Dear Parents,

In 2001, shortly after the tragic events of 9/11, over 15,000 Americans, Singaporeans, and members of many other nationalities packed the Singapore National Stadium. They joined together for a remembrance ceremony honoring the lives of those who were lost. Members of various religions represented in Singapore spoke, flags representing the nationalities of each individual lost were flown, and members of the SAS choir gave voice to the emotions being felt in the United States and around the world.

As we mark the 20th anniversary of 9/11 next week,  we are looking forward to engaging with our students on the events of 9/11 and their lasting impacts. We have asked our educators to be thoughtful about the types of learning opportunities students will engage in. Age-appropriate opportunities will be offered in each division. Elementary school students will focus on building bridges and learning to appreciate differences across cultures, nationalities, and viewpoints. Middle school students will spend time in social studies reflecting on the impact the events have had over the last 20 years. Don’t be surprised if your middle school child asks you to share the story of where you were on that day. This is a great opportunity to connect with your child and to reflect together on how your own family might have been impacted. High school students will have a variety of opportunities throughout the week including social studies and optional advisory lessons, exhibits, a special video created by the social studies honor society, and other student-led activities to learn more about the events that took place.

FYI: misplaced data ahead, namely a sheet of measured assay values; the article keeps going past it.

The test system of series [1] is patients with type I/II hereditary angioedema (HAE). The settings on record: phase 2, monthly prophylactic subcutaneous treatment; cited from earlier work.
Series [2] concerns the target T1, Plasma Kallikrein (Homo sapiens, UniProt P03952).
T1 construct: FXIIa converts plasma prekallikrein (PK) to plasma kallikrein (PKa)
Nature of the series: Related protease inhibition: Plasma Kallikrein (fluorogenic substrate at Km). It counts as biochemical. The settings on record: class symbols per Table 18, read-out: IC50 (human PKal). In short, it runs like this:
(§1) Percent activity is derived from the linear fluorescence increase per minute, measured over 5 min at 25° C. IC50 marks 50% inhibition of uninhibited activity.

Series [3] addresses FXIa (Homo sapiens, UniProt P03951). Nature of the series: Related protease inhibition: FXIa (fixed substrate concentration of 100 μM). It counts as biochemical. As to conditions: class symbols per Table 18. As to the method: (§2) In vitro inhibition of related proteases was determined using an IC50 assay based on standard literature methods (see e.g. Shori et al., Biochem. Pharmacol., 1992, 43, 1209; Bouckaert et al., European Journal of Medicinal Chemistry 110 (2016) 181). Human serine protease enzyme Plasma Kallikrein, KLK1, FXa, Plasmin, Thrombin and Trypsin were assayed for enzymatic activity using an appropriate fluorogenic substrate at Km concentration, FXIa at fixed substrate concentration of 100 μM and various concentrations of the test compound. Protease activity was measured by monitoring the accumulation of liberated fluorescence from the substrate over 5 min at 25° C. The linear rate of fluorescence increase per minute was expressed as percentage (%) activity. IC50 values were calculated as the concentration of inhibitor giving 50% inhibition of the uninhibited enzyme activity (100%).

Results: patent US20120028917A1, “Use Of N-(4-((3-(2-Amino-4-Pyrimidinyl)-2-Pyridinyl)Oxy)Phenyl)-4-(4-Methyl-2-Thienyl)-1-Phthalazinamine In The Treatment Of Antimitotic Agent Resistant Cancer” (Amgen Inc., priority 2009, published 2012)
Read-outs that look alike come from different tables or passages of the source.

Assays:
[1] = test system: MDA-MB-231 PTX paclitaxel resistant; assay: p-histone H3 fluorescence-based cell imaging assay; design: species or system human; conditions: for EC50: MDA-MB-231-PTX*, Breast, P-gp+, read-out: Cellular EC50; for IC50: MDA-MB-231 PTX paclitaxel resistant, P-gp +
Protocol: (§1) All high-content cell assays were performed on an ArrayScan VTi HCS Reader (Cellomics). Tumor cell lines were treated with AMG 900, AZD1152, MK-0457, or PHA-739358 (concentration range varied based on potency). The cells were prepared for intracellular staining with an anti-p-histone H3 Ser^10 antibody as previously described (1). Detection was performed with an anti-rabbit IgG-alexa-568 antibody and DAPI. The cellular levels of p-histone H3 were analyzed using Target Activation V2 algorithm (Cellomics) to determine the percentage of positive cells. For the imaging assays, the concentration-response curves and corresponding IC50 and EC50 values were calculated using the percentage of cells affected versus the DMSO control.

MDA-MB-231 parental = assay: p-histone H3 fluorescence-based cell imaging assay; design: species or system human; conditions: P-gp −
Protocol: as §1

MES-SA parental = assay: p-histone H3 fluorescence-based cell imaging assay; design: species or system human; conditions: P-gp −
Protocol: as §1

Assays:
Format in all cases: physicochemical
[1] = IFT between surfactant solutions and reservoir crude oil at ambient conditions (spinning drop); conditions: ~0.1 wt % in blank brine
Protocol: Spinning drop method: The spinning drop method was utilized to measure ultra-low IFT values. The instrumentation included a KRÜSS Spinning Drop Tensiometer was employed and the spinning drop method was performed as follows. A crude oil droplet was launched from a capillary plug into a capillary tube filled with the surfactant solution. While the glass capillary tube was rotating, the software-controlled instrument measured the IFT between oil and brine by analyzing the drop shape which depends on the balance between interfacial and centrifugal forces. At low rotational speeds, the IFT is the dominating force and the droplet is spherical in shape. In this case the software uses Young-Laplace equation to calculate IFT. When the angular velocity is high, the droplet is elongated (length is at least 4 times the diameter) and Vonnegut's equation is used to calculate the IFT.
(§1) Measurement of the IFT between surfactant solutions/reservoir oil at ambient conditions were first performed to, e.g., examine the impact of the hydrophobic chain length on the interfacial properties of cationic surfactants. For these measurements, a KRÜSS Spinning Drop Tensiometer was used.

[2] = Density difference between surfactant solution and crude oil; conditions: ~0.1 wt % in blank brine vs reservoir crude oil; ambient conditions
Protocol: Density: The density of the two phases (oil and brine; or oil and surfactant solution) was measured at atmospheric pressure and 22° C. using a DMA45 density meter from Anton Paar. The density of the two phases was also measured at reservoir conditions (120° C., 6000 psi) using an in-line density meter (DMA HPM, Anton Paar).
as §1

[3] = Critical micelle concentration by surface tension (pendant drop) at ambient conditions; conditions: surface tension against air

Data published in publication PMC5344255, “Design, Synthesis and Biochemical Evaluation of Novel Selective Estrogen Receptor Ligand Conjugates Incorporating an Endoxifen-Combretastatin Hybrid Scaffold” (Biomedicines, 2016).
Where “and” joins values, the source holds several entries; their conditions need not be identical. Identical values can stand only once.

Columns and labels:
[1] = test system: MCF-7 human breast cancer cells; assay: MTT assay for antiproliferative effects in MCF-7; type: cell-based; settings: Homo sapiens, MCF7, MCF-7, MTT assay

I encourage you to take time next week to connect with your child about what they are learning in class and use that as a springboard to open up a conversation where you can dig deeper into the meaning and lasting impacts of this event. While all of our students were born after 9/11, they have grown up in a world deeply impacted by it, painfully evidenced this week by the final withdrawal of US troops from Afghanistan. For many of us adults, we can remember exactly where we were on that day and still feel the deep emotions we felt at that moment.   

As educators, our role is to help students learn about history through multiple critical lenses, understand the root causes and lasting effects, and to think about how we can build a better world for the future. We know conversations of this nature are not easy, and our educators will be careful to enter into them in age-appropriate ways with our students. We encourage you to start the conversations and continue the conversations in your homes.  



Tom Boasberg